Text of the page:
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Why the St. Louis Blues are Turning to Inviting Spaces Inside Newly-Renamed Enterprise Center

Heading into year two of a three-year renovation plan, the Blues are looking to create inviting spaces that will appeal to a wide variety of fans.

Adam White

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A look at the new Ledge Table and Ledge Box experience inside of Enterprise Center (Image via the St. Louis Blues)

Gone are the days of most fans paying for a ticket, hot dog, beer and leaving a stadium and arena feeling content and happy with their experience. Fans have become more sophisticated with their tastes and now not only expect, but demand an experience worth their time and monetary investment.

Built in 1993, the newly-renamed Enterprise Center (thanks to a recently signed 15-year agreement with locally headquartered company Enterprise) had not seen any major renovations since its doors first opened and welcomed Blues fans to a game in downtown St. Louis. Now, in year two of a three-year renovation process that will see everything from the ice plant and video board replaced to refurbished bathrooms and public gathering spaces, the Blues are elevating the experience for their fans through new premium areas, upgraded concessions, brand new seating, and an expanded merchandise store.

The transition started last year when the organization took out over 400 seats and 8 suites to create Theater Boxes that allowed fans a high-end experience without having to shell out for a suite.

“We had 97 suites before we built the Theater Boxes, which we felt was too many for a market this size. Most markets of our size have about 60 suites,” said Josh Bender, Vice President, Ticketing and Guest Experience for the Blues. “We wanted to create a product for people who couldn’t necessarily use a whole suite for entertaining at every event, but at the same time wanted to create a very premium experience for 4-6 of their best clients or employees. Other venues have been very successful with this concept.”

Having the chance to attend 100+ events a year while also enjoying larger, more comfortable chairs, premium service and the best food and beverage experience in the arena, the Theater Boxes have quickly become one of the most sought-after offerings in the arena.

“We sold out relatively quickly,” added Bender. “They have been very well received and we now have a substantial waiting list for them.”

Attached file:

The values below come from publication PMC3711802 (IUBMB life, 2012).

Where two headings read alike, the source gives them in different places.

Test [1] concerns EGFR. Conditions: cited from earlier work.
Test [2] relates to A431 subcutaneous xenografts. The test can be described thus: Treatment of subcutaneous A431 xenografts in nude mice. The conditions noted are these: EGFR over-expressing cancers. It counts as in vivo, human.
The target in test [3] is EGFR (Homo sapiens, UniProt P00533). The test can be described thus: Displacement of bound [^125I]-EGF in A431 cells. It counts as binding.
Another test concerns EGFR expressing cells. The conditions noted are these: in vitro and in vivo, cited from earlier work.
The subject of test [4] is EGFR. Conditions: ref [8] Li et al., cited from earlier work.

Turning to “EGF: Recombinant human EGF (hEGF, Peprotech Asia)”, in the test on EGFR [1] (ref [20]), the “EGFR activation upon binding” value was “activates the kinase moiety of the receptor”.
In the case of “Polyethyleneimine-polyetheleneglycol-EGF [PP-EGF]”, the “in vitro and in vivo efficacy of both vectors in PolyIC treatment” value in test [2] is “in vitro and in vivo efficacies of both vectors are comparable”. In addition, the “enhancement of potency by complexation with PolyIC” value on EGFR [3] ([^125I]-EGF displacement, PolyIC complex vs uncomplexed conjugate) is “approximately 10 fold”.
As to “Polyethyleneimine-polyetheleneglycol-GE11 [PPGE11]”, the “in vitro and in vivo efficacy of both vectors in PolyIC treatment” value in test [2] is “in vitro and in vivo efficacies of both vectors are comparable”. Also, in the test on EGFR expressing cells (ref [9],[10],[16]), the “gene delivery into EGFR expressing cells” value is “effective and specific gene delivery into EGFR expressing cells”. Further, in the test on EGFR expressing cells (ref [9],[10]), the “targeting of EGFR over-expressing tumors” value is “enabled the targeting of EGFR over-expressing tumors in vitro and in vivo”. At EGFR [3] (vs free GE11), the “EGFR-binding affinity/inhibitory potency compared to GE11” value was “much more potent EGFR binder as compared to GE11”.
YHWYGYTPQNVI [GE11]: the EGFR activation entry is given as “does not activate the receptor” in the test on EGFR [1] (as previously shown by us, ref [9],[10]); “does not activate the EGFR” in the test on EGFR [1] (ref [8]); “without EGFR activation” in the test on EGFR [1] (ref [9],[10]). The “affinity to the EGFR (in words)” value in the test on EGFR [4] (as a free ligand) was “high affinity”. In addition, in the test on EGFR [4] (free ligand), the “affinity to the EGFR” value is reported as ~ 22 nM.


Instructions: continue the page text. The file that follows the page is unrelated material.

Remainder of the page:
The Blues are also elevating all of their premium spaces with experiences in mind.

“We wanted to enhance the experience of a wide range of clients. When it comes to our premium clients, for example, last year we had about 1,600 Club Seats. All of these guests were serviced by a club in the end zone called the Bud Light Zone for their all-inclusive food and beverage offering. We try our best, but there are limits to the experience when you put that many people in a small space. You really want to enhance the experience of those people who are paying a premium.

Now, in one half of the new club, called the Clark Avenue Club, we are building a direct access lounge right behind the seats that will give fans a much better experience including higher quality amenities, a better F&B experience, with a capacity of only 732. We are essentially tripling the amount of square footage per person in this new Club.

On the other half of the club, we are changing to what we call Terrace seating and we are creating more of a premium value experience for our clients. They won’t have an all-inclusive offering, but they are going to have a $25 loaded ticket for every game per ticket so they can create they own food and beverage experience and the lowered ticket price will reflect that flexibility and value. They will have close access as well to a Sports Bar space we are creating on the Club level.”

Thanks to the success and demand for the Theater Boxes, part of the new renovation includes a seating area opposite the theater boxes that will provide fans with a similar elevated experience.

“We had such great feedback from the Theater Boxes that we wanted to create a comparable experience on the other side of the arena,” said Bender. “Although access will only be for Blues games, we anticipate the demand to be just as strong for this area. Clients will be able to select from a couple of different seating options, while also experiencing the same first-class service as the Theater Box product.”